Bumpus, who played receiver in the NFL, thinks the Seahawks have something with Melton.

“Bo Melton, this guy is special. Now can he transfer his skills to the NFL? We shall see,” Bumpus said. “But if you look up film on Bo Melton, he is the everything guy. He can go deep, he’ll catch the screens, he does the jet sweep. He’s gonna put some pressure on guys like Freddie Swain and Dee Eskridge to show up and show out. That’s why we have OTAs, because there’s only a few guys who are safe in OTAs … Bo Melton can make some noise.”

Turbin said Melton’s situation reminds him of his former Seahawks teammate Jermaine Kearse.

Kearse was an undrafted rookie in 2012 and wound up playing seven years in the league and helping Seattle make two Super Bowls. He caught a touchdown in the Seahawks’ Super Bowl 48 victory over the Denver Broncos.

“Bo kind of being in a similar boat to me, where it’s like listen, he was a late-round draft – wasn’t undrafted, but late-round – and certainly has an opportunity to make some noise,” Turbin said.

7th round WR Dareke Young, Lenoir-Rhyne

While Melton is a smaller receiver at 5-10, Young is a bigger target at 6-3 and 220 pounds. He also has a pretty unique skillset for being a larger wide receiver.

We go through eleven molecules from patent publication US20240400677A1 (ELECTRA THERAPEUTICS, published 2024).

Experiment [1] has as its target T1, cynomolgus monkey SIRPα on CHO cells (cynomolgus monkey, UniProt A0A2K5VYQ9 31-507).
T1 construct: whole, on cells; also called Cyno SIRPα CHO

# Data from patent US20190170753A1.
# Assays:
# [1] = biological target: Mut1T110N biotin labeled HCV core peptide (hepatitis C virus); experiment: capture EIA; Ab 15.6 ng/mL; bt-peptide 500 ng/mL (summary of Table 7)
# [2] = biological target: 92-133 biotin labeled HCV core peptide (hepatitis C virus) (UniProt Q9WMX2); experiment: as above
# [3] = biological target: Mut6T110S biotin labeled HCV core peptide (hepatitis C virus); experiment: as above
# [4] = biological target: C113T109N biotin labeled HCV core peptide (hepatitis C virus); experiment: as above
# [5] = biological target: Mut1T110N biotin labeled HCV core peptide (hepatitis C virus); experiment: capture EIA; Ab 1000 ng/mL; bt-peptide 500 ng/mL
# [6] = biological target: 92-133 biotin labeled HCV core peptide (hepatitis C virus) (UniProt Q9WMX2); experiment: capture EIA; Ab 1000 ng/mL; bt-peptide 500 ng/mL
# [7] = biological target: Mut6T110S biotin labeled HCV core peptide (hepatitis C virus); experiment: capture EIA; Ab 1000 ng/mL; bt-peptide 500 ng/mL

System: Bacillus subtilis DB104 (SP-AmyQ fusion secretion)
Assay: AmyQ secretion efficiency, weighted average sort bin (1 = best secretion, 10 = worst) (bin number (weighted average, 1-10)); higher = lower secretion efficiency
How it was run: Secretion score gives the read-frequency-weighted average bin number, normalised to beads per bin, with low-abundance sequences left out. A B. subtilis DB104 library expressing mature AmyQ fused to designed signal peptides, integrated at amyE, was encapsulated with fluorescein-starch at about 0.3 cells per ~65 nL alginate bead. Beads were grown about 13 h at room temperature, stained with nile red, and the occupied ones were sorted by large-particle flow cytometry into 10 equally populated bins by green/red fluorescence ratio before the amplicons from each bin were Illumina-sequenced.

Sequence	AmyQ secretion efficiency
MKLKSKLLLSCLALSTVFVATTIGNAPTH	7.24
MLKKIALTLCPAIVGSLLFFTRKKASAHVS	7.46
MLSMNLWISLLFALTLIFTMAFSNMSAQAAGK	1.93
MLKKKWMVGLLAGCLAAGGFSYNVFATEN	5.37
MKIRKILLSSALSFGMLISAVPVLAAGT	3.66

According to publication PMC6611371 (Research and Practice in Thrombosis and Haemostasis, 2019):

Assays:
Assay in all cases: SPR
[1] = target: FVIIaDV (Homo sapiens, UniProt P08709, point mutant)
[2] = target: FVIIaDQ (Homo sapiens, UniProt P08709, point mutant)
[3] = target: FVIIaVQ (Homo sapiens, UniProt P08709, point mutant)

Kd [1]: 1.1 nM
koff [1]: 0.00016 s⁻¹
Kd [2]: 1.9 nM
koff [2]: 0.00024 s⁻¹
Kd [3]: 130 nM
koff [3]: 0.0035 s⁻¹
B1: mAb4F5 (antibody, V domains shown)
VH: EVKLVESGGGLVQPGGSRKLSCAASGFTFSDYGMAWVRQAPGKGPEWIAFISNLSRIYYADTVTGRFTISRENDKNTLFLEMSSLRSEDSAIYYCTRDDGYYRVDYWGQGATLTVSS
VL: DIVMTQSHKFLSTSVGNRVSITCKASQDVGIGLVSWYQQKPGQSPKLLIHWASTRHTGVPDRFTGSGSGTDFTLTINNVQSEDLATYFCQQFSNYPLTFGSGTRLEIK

“He actually played some running back in college as well and had over 600 yards rushing in college,” Bumpus said of the Lenoir-Rhyne product. “I’ve seen this guy line up as a tight end, in the slot, and outside.”

The first thing that stands out to Bumpus with Young’s play? He’s violent and willing to block.

“This is another guy I think can make some noise just off his physicality,” he said. “You’re going to bring a different type of vibe to this team and we’re hearing that they want to be a run-heavy team … If you want those big runs, (offensive linemen) have got to handle the line and get on these linebackers and wide receivers need to get on these corners and these safeties. I see him doing that.”

Bumpus thinks Young will have a hard time making the Seahawks’ 53-man roster, but sees a lot of potential with the seventh-round pick.

Turbin sees Young as someone who could carve out a role due to how physical he is.

“That physicality piece that you’re talking about is important. Playing to your strengths is important as well. Those are ways that you can make the team,” he said. “You mentioned this about Tariq Woolen, right? Special teams and things like that. Showing that availability and physicality from Dareke Young from a special teams standpoint is going to be important, especially as he looks to make this team.”

Listen to the full second hour of Friday’s Mike Salk Show at this link or in the player below.

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Bumpus and Turbin break down how Seahawks’ Day 3 picks fit in